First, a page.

Another thing I hadn’t expected was that I’d get lost this morning on the 20-minute walk from my hotel – close to the apartment we stayed in last time we were here – to the office where I had an appointment, which I’d visited a couple of times before. It was supposed to be a 20-minute walk but I left the hotel early, determined to take some photos along the way. (M is infinitely patient with my obsession with taking photographs but I still always feel guilty about inducing chronic boredom in a companion.) I ambled out of the hotel thinking that I was bound to recognise things along the way. When after 20 minutes I’d recognised absolutely nothing I thought I’d better start taking the need for navigation seriously. I consulted a map – not a forte of mine and a task I’m always happier to delegate – and was shocked to see just how far I’d managed to stray off the necessary path. But after that I concentrated and thumbed the map like a pro, and the sense of achievement I felt when I got to where I was going was something that only those with similar topographical disorientation will appreciate.

When I was ushered into the waiting room and instructed to take a seat (not a SEAT – that was yesterday), I noticed that the French band Nouvelle Vague’s cover of Echo and the Bunnymen’s brilliant The Killing Moon was playing. I love Nouvelle Vague and it was a perfect soundtrack for my mood but I knew that if M had been there he’d have struggled to stay in his (lower-case) seat, so unbearable does he find pared-down bossa nova beats on classic songs. Without him sitting beside me dissing the music, I was free to listen without prejudice (something that I can’t necessarily do, I must admit, when I listen to the man who coined that phrase), and await my appointment with a sense of calm satisfaction.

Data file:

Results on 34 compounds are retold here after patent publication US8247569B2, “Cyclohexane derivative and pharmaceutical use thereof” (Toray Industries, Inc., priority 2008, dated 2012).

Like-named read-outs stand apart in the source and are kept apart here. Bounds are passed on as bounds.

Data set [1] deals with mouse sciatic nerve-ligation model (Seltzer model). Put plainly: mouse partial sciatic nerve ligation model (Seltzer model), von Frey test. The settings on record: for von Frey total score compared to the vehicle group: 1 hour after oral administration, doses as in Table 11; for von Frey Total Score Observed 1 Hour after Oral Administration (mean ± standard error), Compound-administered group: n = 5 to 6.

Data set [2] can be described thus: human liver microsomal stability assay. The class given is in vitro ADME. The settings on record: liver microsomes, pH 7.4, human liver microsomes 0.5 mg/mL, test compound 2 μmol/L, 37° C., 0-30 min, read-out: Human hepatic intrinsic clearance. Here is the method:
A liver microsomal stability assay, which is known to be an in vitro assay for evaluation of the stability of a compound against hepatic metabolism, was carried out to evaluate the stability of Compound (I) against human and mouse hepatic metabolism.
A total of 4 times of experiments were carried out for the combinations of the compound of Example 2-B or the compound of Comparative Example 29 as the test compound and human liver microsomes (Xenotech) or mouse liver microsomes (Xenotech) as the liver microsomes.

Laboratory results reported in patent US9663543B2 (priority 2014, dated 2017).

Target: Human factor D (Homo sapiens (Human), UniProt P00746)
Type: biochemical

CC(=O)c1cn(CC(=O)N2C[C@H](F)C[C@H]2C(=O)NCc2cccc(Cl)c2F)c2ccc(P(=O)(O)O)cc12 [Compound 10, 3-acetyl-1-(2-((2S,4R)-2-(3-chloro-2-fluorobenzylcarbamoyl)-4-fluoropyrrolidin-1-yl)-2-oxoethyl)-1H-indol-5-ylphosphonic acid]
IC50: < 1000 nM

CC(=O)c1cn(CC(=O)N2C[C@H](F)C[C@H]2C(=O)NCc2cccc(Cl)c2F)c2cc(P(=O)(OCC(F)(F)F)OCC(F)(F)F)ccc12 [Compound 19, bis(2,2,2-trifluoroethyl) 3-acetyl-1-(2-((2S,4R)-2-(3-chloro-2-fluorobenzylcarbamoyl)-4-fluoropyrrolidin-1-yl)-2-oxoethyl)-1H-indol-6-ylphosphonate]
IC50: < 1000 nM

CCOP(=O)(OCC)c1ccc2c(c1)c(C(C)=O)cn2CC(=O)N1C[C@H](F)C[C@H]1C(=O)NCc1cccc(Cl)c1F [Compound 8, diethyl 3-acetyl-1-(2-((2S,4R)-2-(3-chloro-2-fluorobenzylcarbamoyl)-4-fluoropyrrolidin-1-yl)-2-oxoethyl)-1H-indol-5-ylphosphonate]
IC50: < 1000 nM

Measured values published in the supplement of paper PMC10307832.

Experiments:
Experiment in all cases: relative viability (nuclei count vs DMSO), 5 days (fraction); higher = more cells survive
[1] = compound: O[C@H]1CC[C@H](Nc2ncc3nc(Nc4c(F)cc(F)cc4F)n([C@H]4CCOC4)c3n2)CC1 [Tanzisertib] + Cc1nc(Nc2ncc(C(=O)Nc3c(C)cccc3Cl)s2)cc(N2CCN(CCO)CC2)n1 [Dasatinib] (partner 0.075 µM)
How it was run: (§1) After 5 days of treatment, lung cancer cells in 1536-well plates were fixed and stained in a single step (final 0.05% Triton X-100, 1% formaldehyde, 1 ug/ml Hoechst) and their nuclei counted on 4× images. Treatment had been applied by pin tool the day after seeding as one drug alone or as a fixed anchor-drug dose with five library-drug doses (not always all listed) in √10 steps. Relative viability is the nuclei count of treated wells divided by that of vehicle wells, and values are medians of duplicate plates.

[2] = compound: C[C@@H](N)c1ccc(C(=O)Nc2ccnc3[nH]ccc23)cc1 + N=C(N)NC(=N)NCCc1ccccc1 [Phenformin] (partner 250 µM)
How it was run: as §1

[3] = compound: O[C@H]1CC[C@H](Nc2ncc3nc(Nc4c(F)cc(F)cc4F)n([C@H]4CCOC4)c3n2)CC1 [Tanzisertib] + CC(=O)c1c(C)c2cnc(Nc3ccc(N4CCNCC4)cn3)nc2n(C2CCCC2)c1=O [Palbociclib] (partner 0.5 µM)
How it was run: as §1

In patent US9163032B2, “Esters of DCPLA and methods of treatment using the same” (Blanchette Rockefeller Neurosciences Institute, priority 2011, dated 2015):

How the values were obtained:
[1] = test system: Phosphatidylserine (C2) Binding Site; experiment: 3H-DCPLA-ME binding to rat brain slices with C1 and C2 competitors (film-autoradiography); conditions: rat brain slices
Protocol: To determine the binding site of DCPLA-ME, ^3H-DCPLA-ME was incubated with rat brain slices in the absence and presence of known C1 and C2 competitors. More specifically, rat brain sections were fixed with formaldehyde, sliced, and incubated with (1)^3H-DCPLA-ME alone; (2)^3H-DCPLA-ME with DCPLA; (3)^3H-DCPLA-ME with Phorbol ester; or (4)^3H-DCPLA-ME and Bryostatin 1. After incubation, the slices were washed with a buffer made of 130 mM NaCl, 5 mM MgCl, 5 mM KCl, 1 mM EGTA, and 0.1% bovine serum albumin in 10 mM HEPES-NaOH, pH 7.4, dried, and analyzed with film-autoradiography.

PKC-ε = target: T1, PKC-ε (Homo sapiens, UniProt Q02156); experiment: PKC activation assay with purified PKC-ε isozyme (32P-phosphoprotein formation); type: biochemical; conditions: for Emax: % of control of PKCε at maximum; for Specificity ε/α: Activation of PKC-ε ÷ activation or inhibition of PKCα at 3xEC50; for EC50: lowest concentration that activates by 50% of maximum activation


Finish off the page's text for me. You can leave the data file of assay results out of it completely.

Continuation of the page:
I wish M could be here – I really do and he knows it’s true – but since he has no choice but to be at work while I’m here in Spain I have no choice but to get on with the tasks of going it alone and getting some enjoyment out of it. And who knows what sort of Nouvelle Vague I’ll ride with the Spanish Touring Car Company tomorrow…


Stuff your eyes with wonder, live as if you’d drop dead in ten seconds. See the world. It’s more fantastic than any dream made or paid for in factories.

Ray Bradbury


In La Chautagne, the area of south-east France that M and I currently inhabit, the weather isn’t so much a talking point as a cast of characters. In the last nine months I’ve had a brief introduction to all of them and I’ve been looking forward to getting to know them all better, to seeing how their temperaments might change from one year to the next and how that would alter their interactions with one another. But just as I make the reluctant transition from shorts and Birkenstocks to hiking boots and a Barbour jacket, and the landscape swaps its summer greens for the rustic oranges and reds of autumn, M and I have decided to pack up and move again.